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There are plenty of trekkers, hobbit lovers and other assorted nerds who still think they can turn their noses up at comic books. Geek snobbery - it gives me the shudders.
Then there are the Guardian readers who nod sagely about Jimmy Corrigan, Maus and Watchmen, but would never dream of buying anything from a comic shop.
Don't forget the fanboys following hip artists from one monthly to the next and saving up to buy sealed, gold-plated versions of comics they already own doing anything to avoid reading a 'proper' book.
Then there's the rest of us. Open-minded eclectics, just as comfortable with Martin Amis as Brian Michael Bendis; anticipating Jhumpa Lahiri's first novel with the same delight as Neil Gaiman's first series for Marvel. We love popular culture and refuse to limit ourselves to a single medium. Our pantheon includes gods from many disciplines - Tom Stoppard, the Coen Brothers, Frank Miller, Terry Wogan, Vikram Seth, JJ Abrams.
Then we have Brian K Vaughn a jobbing freelance writer who was given the opportunity to write his own monthly comic and ran with it. It's the oldest adolescent fantasy imaginable. What if you were the last man in the world. All the chicks would have to really dig you then.
Y: The Last Man tells the story of one man, Yorick Brown (Y... geddit) and his monkey as the only male survivors of a planet-wide catastrophe that killed everything other living thing with a Y chromosome (again with the Y, do you see what they did there?). The first chapter of this multi-part adventure concludes with some chilling statistics about the proportion of government ministers, prison inmates, airline pilots and soldiers wiped out in a heartbeat by this engaging premise.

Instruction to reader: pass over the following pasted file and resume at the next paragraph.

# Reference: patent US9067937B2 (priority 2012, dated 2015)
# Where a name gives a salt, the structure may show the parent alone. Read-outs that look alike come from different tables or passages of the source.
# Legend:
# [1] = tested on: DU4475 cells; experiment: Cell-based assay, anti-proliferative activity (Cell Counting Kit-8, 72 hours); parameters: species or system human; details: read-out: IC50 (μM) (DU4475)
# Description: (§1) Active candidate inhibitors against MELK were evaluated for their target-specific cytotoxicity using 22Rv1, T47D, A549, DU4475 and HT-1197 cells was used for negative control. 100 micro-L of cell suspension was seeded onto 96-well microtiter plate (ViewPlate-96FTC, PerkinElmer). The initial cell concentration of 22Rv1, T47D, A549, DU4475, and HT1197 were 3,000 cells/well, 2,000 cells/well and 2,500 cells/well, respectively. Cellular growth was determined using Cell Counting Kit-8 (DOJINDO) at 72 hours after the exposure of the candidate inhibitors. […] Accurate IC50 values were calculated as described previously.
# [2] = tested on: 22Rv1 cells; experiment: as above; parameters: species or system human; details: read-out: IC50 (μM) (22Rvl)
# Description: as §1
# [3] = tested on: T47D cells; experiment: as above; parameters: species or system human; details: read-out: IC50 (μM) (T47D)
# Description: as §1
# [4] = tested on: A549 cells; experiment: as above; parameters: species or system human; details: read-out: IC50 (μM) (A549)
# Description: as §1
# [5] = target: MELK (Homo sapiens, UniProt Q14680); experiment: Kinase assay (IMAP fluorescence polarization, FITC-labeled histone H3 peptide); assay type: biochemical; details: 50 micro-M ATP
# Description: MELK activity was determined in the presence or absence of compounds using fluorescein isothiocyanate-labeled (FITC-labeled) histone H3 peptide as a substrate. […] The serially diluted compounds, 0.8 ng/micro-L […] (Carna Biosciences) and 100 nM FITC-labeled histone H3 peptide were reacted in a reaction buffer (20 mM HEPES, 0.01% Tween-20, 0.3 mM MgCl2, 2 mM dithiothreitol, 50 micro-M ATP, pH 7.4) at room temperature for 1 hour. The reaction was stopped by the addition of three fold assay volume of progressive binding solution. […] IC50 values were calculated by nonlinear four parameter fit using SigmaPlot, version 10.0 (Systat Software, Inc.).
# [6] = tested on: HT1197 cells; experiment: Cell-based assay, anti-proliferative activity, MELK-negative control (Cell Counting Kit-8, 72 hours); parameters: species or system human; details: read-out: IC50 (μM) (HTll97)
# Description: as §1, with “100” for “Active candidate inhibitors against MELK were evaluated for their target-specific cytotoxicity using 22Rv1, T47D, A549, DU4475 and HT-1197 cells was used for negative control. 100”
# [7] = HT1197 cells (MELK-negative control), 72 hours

It's a great what-if and Vaughn manages to explore some of the more interesting strands that it suggests. The Secretary of Agriculture suddenly becomes President of the US based on the constitutional order of succession. The Israeli army with the highest number of combat-ready female soldiers becomes a world force. A group of aggressive feminists cut off their left breasts styling themselves after the Amazons of myth aiming to rid the world of all remaining traces of maleness.
But the heart of this tale is Yorick, an amateur escape artist, former literature student and possibly humanity's last hope for survival. Yorick's aims are simple. He wants to find his mother, a US congresswoman, his sister and his girlfriend who was last heard of in Australia. Along the way he travels under the protection of Agent 355 of the Culper Ring a historical agency set up under George Washington to protect American interests. Together they seek out a doctor who specialised in asexual cloning. And so it continues.
Unmanned collects the first six issues of the ongoing monthly series and acts as a fine introduction to Vaughn's characters and themes. Yorick clearly shares Vaughn's obsession with pop culture and his conversation is littered with references to Miller's Crossing, Little Rascals, The Eels and many more.
Published by Titan in the UK and available for a very reasonable £7.19 from Amazon discounted from £8.99. Graphic novels have traditionally been overpriced and simultaneously hard to buy second-hand, so, despite the slim 128 pages, Titan should still be praised for making this available for the same price as a new paperback book.
Read and enjoy.
Pictures of Y: The Last Man (Unmanned) - Brian K. Vaughan
BKV is becoming a bit of a hero to me; after "Runaways", this will have to be next on my list.
miss_lilith 05.12.2005 16:22
A good start, but for such a cracking good read it would have been nice to see a bit more analysis. Admittedly it's tricky finding a balance between depth and spoilers, but it is possible. Overall good though.
Crazy_Josh 24.03.2004 20:22
Para 4: "Then there's the rest of us" should be "Then there are the rest..."
don't worry, its a common and easy mistake to make.
good op otherwise